If you’re at BEA this week, take a look at the schedule for Renee and Richard below:

The Mitsitam Cafe

 Tuesday, May 24 — 4:00-5:00pm
Richard Hetzler will be signing The Mitsitam Café Cookbook at Table 6.

 Wednesday, May 25 — 10:00-11:00am
Richard Hetzler will be signing The Mitsitam Café Cookbook at Fulcrum’s booth, #4507.

Thursday, May 26 – 11:30-12:30pmRenee Wilkinson will be signing Modern Homestead at Table 11.

Thursday, May 26 — 2:00-3:00pm
Renee Wilkinson will be signing Modern Homestead at Fulcrum’s booth, #4507.

Have a wonderful week!

Nerdin’ Out at Book Expo America 2011

This week, New York City is all abuzz with the excitement of Book Expo America, the largest publishing event in North America. Each year, thousands of people from every part of the publishing and book world converge in New York City to learn about what’s new, what’s next, and what exciting things our happening in our industry. There are parties, presentations, book signings, and plenty of giveaways, making it a fun and busy week in NYC. Fulcrum’s marketing manager Katie O’Neill and sales and marketing associate Dani Perea are taking New York City by storm and manning the Fulcrum booth at BEA 2011. Here’s what Katie, a first-time attendee, had to say about going to BEA:

I’m definitely nerdin’ out over attending my first BEA this week. I initially heard of this amazing show many years ago while working in a bookstore, during which a couple of our buyers would disappear for a week to New York and return looking refreshed, even better read, and brimming with stories of celebrity authors. I thought, “I must go to this show some day. I must see what all the buzz is about.” Not just because I’ve never been to NYC, although that is a HUGE perk, but because I feel drawn to be in the place where once a year so many booksellers, librarians, publishers, authors, printers, media, etc., etc. are all together to celebrate those great, timeless things: books.

I’m also really psyched to meet two of our authors face-to-face finally: Renee Wilkinson, author of Modern Homestead: Grow, Raise, Create (and to hear how she can really raise 3 chickens in her backyard when I have a hard time not getting my pup to eat my furniture), and Richard Hetzler, author of The Mitsitam Café Cookbook (who, I hear, will be bringing some mouthwatering giveaway items to the show). They will each have two signings (Hetzler: 5/24 from 4-5 PM at Table 6 and 5/25 from 10-11 AM in our booth # 4507, and Wilkinson: 5/25 from 11:30-12:30 PM at Table 11 and 2-3:00 PM in our booth # 4507) and give away FREE copies of their books!

    

I’m pretty sure Dani and I (after standing in the middle of the convention center, wide-eyed with book wonder for several minutes. Imagine two Dorothys upon seeing Oz) will try to sneak away from the booth to see what free galleys we can find, what favorite authors we can catch a glimpse, and what schwag we can steal. Stay posted for what spoils we bring home next week…

Have fun Katie and Dani! Bring us back some good schwag! And for those of you lucky enough to be attending BEA this year, stop by Fulcrum’s booth, #4507, and say hello!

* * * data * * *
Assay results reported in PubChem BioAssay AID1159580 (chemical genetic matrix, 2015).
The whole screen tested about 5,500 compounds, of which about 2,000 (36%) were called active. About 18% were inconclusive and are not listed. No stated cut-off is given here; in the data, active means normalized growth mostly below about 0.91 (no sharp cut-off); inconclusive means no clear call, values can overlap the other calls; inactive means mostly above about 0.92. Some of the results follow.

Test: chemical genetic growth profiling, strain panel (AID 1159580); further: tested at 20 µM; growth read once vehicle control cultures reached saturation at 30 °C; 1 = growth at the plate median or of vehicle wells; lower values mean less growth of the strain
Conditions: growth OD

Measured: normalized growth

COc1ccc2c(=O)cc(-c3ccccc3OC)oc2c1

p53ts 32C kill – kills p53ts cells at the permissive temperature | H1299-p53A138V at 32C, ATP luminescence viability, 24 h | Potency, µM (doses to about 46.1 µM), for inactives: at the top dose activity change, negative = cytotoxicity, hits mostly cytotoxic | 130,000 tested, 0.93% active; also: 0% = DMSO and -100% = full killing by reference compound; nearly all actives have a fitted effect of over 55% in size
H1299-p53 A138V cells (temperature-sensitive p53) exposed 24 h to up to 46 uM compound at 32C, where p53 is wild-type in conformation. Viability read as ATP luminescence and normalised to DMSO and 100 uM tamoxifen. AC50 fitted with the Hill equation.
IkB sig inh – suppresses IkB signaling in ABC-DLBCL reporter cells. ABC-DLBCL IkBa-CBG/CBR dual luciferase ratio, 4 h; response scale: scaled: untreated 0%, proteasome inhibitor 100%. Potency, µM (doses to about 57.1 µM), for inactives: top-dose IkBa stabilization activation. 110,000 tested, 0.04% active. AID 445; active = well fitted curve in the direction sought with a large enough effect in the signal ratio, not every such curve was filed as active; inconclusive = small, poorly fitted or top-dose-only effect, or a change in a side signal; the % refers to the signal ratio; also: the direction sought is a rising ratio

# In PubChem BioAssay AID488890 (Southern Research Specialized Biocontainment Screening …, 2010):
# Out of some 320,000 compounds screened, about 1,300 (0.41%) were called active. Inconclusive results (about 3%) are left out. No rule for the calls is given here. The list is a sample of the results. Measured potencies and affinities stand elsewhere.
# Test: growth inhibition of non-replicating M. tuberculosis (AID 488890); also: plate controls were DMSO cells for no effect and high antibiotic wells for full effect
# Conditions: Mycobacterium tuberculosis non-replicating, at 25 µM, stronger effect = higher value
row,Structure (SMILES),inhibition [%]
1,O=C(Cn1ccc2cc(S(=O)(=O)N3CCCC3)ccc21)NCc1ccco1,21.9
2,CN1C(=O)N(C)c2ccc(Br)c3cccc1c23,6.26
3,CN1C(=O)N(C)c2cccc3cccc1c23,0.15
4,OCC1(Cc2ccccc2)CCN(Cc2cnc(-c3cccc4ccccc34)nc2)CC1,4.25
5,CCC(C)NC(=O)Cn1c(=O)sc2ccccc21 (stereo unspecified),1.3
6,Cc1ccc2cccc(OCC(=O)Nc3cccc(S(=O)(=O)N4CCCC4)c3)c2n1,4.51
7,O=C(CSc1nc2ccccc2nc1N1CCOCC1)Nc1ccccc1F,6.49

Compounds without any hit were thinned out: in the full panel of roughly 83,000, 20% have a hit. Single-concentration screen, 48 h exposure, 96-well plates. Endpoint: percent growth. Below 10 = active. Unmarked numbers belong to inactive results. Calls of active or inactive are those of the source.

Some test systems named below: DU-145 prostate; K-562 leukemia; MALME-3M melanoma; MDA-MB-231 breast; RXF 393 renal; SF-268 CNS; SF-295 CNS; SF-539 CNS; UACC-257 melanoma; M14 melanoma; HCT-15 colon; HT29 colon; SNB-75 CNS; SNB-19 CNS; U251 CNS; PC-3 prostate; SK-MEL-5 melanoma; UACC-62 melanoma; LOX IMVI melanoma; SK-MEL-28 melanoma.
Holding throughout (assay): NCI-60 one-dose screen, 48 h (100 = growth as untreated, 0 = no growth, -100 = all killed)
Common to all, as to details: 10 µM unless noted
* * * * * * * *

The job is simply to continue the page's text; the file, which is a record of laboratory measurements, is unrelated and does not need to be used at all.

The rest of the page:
Cooking at home with The Mitsitam Cafe Cookbook

Mitsitam Cafe Cookbook

This week, the Marketing Department decided to take our work home with us and try our hand at cooking a few recipes from the beautiful Mitsitam Cafe Cookbook: Recipes from the Smithsonian National Museum of the American Indian (Hardcover, $22.95, ISBN-13: 978-1-55591-747-0). You may have read marketing manager Katie O’Neill’s post yesterday describing her attempt at the Cranberry Crumble(d), found on page 149. I have no doubt that if cranberries were in season right now (really, where do cranberries go after Thanksgiving?), Katie’s crumble would have been fantastic. I’m going to file that recipe away for next Thanksgiving.

I chose a couple of recipes with ingredients that are in season year-round but especially good during the summer months, when fresh local produce is available. The first recipe I made was the Quinoa Salad, found on page 53. I love quinoa and am always looking for new recipes and new ways to eat it. It’s a great light meal, perfect for lunch or summer dinner, plus it’s packed with protein. The Quinoa Salad from The Mitsitam Cafe Cookbook is incredibly easy to make and very flavorful.

Quinoa in the pot from The Mitsitam Cafe Cookbook

I served it with chicken breasts that I had in the fridge, and my husband and I devoured the meal. The honey and lemon vinaigrette that you pour over the quinoa was light and zesty and paired wonderfully with the cucumbers, tomatoes, and green onions. I loved it and would make this simple yet flavorful salad again any day.

Quinoa Salad from The Mitsitam Cafe Cookbook

The next night, I ramped up the technical difficulty a bit and went for the Chicken Mole Verde Tacos, found on page 78 (the mole verde is on page page 134). Wow. These were a far cry from the Martha Stewart, anyone-can-cook-them recipes I typically make, but the extra effort really paid off. I was so pleased with how this mole dish came out, and again, so was my husband (who went back for seconds AND thirds).